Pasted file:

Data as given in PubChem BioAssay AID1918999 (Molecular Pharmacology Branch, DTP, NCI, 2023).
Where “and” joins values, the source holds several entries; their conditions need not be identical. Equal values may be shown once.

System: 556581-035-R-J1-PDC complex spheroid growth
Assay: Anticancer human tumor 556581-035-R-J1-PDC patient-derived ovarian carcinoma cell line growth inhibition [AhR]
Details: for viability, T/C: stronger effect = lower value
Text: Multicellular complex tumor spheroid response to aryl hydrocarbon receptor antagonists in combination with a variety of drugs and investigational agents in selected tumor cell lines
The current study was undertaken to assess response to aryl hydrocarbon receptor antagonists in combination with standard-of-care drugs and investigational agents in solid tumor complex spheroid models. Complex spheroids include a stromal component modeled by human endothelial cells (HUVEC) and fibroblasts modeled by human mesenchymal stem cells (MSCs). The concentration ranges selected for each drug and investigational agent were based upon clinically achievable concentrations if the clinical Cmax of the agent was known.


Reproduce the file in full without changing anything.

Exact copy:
Data as given in PubChem BioAssay AID1918999 (Molecular Pharmacology Branch, DTP, NCI, 2023).
Where “and” joins values, the source holds several entries; their conditions need not be identical. Equal values may be shown once.

System: 556581-035-R-J1-PDC complex spheroid growth
Assay: Anticancer human tumor 556581-035-R-J1-PDC patient-derived ovarian carcinoma cell line growth inhibition [AhR]
Details: for viability, T/C: stronger effect = lower value
Text: Multicellular complex tumor spheroid response to aryl hydrocarbon receptor antagonists in combination with a variety of drugs and investigational agents in selected tumor cell lines
The current study was undertaken to assess response to aryl hydrocarbon receptor antagonists in combination with standard-of-care drugs and investigational agents in solid tumor complex spheroid models. Complex spheroids include a stromal component modeled by human endothelial cells (HUVEC) and fibroblasts modeled by human mesenchymal stem cells (MSCs). The concentration ranges selected for each drug and investigational agent were based upon clinically achievable concentrations if the clinical Cmax of the agent was known.